6. Repeat until the credit limit is too small to buy anything interesting.
    7. Use the bonus points to buy Christmas presents.
    8. Go bankrupt.


  • @Speakerphone Dude said:

    @Nagesh said:
    @blakeyrat said:
    I think your problem is you don't have enough OSes on the same drive. Add 4-5 more. Once you get BeOS on there, it'll all work much smoother.

    Solution like this is what is getting rich country into more debts. If you have one credit card and can not pay bill, smart thing to do is not go for second one.

    I disagree. Here is the "smart" thing:

    1. Buy lots and lots of cool stuff until the credit card is maxed out. Get lots of bonus points.
    2. Get a second credit card with a higher limit and use cash advance to pay the first one. Get lots of bonus points.
    3. Get a third credit card with an even higher limit and use it to buy Best Buy stuff that you sell at a discount to friends and family and use the cash to pay the second card. Get lots of bonus points.
    4. Pay some of the third card debt with a cash advance from the second card. Get lots of bonus points.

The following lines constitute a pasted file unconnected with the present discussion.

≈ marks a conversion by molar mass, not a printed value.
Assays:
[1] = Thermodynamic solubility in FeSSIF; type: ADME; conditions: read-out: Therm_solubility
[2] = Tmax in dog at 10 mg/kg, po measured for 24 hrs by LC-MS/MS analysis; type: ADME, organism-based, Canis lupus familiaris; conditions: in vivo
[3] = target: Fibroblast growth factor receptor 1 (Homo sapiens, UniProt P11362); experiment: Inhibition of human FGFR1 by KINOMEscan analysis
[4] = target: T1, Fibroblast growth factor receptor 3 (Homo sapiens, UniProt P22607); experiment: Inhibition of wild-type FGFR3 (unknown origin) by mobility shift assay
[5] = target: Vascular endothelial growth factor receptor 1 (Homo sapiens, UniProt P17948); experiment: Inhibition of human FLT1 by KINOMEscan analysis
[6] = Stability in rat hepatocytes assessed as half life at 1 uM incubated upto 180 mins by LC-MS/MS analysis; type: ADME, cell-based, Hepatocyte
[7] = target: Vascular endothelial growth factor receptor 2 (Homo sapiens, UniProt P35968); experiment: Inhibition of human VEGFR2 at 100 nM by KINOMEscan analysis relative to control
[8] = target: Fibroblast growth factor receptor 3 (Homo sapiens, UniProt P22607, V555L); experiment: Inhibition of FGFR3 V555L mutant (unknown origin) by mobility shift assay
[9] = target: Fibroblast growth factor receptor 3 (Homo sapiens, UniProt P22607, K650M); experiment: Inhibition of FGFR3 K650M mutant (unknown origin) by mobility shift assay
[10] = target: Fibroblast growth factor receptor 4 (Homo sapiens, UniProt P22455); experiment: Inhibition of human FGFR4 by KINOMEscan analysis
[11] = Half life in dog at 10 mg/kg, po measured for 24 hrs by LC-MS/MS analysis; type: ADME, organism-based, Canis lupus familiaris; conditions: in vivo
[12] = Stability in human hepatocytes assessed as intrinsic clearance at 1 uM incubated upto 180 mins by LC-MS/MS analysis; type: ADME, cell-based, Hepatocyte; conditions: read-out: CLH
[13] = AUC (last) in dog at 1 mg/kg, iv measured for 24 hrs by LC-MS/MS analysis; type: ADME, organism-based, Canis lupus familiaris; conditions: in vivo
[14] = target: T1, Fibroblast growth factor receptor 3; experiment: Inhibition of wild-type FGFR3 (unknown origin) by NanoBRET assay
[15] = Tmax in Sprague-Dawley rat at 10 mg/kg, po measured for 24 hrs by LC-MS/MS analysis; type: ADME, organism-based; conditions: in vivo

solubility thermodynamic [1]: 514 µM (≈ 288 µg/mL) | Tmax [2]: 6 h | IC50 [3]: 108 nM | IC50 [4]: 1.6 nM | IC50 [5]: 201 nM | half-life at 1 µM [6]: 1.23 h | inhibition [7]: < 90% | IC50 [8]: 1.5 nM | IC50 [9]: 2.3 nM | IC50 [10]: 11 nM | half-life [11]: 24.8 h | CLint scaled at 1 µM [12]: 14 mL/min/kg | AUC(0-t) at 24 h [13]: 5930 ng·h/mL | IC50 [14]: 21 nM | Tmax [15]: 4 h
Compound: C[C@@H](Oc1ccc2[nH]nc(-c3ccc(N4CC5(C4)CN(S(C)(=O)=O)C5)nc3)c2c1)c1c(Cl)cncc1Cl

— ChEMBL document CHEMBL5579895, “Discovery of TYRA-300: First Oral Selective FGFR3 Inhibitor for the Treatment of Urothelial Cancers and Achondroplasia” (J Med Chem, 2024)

5. Pay some of the second card debt with a cash advance from the first card. Get lots of bonus points.
    6. Repeat until the credit limit is too small to buy anything interesting.
    7. Use the bonus points to buy Christmas presents.
    8. Go bankrupt.

    In India, big foreign banks are making use of strong local goondas to break your legs, if you declare bankruptcy.
    I value my legs and also what hang between them.
    So no go bankrupt for Nagesh.



  • Slightly old thread, but I have an idea what might have happened: NTFS partitions require a special boot sector that identifies them as NTFS partitions. If something randomly goes wrong with the drive and the sector becomes corrupt, Windows won't recognize it. The friend might have had some software on his computer (possibly installed by the OEM) that detects drives in this state and automatically corrects the deficiency.



  • @curtmack said:

    Slightly old thread, but I have an idea what might have happened: NTFS partitions require a special boot sector that identifies them as NTFS partitions. If something randomly goes wrong with the drive and the sector becomes corrupt, Windows won't recognize it. The friend might have had some software on his computer (possibly installed by the OEM) that detects drives in this state and automatically corrects the deficiency.

    Serial number on drive is causing problem. I once write similar software with C++. It work only on single drive because it read drive's serial number put by manufacturer.